A recent paper reported on the discovery of a bit of the barley genome where an allele from the wild relative, when homozygous, confers a 30% yield advantage over a popular German variety under saline conditions.1 That of course is very interesting in its own right, but I want here to delve a bit into the methods, rather than the results.
The main tool used by the researchers at the King Abdullah University of Science and Technology in Saudi Arabia was a “nested association mapping population” of barley called HEB-25. That stands for ‘Halle Exotic Barley 25’. The Halle bit refers to the site of the German plant breeding institute where the population was made. Following the trail of references from the KAST paper takes you to a 2015 paper which describes the history of HEB-25:
The population results from initial crosses between the spring barley elite cultivar Barke (Hordeum vulgare ssp. vulgare, Hv) and 25 highly divergent exotic barley accessions, contributing an ideal instrument to study biodiversity. The exotic donors comprise 24 wild barley accessions of H. vulgare ssp. spontaneum (Hsp), the progenitor of domesticated barley, and one Tibetian H. vulgare ssp. agriocrithon (Hag) accession. Barke was selected since it was also used as a parent of a barley high-resolution mapping population and as a genetic stock for mutation screening.
To generate HB-25, F1 plants between Barke and those 25 diverse barley samples were backcrossed to Barke and then selfed three times to make a total of 1,420 lines, each with a mainly Barke background, but different bits of genome from the 25 other samples. The researchers in Saudi Arabia then “simply” identified which bits of whose genome are associated with increased tolerance to salinity.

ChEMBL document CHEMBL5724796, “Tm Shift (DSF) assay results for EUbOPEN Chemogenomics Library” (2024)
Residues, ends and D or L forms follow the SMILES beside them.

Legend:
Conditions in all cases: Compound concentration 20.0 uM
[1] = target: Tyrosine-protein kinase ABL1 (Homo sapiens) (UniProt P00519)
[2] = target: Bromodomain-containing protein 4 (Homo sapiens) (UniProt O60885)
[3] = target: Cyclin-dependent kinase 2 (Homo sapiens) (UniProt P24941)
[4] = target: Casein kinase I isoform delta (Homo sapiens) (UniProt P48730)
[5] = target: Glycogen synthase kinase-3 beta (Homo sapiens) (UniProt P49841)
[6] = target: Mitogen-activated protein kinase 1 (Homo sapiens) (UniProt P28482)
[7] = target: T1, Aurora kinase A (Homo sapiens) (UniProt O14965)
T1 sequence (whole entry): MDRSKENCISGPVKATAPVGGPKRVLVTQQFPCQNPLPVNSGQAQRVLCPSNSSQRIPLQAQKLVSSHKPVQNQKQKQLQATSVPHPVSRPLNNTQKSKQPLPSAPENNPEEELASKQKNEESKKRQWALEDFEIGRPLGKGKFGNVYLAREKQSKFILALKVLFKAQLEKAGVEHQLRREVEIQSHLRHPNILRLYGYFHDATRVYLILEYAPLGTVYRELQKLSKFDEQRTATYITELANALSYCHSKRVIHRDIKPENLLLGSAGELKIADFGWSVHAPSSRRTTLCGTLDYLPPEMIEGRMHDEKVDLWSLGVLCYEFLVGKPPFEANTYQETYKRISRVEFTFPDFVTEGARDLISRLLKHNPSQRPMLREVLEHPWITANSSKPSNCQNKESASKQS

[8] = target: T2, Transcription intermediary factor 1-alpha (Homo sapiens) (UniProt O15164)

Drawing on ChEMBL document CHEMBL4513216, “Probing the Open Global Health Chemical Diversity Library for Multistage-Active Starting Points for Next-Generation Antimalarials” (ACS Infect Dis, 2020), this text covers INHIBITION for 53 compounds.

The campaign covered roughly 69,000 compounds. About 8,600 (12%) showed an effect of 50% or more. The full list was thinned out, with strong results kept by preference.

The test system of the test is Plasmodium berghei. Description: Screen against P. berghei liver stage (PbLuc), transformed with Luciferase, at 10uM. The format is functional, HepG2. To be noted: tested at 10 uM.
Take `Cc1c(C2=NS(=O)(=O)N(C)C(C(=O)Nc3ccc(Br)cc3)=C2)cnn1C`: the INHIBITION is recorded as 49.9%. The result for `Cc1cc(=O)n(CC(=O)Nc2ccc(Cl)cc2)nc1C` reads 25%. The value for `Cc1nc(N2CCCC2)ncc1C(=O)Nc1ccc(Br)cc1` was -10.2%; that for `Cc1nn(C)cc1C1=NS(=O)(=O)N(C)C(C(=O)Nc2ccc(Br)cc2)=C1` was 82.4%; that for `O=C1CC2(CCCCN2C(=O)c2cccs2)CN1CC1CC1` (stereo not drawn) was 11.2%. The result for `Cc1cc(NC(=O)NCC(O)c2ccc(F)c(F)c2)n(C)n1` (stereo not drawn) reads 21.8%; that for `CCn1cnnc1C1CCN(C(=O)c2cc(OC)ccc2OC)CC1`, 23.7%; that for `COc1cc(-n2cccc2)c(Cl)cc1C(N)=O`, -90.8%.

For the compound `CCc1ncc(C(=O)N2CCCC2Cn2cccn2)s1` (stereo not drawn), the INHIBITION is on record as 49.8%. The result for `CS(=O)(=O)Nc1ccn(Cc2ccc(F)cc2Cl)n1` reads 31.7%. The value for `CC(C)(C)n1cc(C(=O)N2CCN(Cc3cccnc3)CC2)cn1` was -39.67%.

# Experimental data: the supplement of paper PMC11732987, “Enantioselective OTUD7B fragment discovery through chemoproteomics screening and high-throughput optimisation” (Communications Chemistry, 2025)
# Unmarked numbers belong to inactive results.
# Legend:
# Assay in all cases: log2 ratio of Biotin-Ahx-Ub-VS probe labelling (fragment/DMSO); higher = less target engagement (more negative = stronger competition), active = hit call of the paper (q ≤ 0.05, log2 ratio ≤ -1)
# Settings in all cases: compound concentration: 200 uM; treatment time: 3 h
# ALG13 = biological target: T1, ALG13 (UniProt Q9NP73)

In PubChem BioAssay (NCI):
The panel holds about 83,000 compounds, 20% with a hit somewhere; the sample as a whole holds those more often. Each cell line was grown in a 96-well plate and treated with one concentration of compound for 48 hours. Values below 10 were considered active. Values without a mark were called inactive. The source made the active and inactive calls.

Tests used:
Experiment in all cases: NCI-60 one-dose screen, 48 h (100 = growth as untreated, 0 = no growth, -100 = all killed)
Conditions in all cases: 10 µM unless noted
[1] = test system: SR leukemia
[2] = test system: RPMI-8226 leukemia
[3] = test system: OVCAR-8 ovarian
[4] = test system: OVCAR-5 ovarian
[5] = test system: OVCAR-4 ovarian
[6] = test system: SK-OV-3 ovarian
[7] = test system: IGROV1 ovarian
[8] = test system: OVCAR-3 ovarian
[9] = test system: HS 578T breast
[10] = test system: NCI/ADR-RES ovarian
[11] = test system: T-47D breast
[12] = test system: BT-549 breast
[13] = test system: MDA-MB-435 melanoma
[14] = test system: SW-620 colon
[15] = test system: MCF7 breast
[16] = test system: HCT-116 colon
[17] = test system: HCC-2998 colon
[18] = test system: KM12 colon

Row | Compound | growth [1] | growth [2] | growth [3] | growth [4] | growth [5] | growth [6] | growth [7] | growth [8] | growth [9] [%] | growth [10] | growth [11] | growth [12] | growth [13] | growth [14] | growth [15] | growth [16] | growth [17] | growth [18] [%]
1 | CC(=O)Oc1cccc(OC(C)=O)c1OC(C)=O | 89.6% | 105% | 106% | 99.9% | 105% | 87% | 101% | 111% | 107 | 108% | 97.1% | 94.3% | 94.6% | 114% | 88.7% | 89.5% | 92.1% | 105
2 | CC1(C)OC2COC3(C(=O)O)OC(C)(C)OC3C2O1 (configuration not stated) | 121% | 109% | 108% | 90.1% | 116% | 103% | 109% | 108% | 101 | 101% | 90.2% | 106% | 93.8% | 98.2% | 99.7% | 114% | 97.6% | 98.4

A lot of work. But we can take the story even further back. How were those 25 diverse barleys chosen? Again, following the trail of references takes you to a 1999 paper:
The exotic donors were selected from Badr et al. to represent a substantial part of the genetic diversity that is present across the Fertile Crescent, where barley domestication occurred.
Badr et al. (1999) was a very academic study of the origins of barley using molecular markers that would now be sneered at, but were all the rage back then:
The monophyletic nature of barley domestication is demonstrated based on allelic frequencies at 400 AFLP polymorphic loci studied in 317 wild and 57 cultivated lines.
So there you have it, 17 years from basic work on the geographic distribution and history of wild barley diversity to the identification of a particular, tiny bit of that diversity that confers a yield advantage to the crop under salinity stress. It would probably be a lot faster now, but you can see why using crop wild relatives in breeding is a bit of an acquired taste. And also that basic diversity research is needed for successful applied breeding.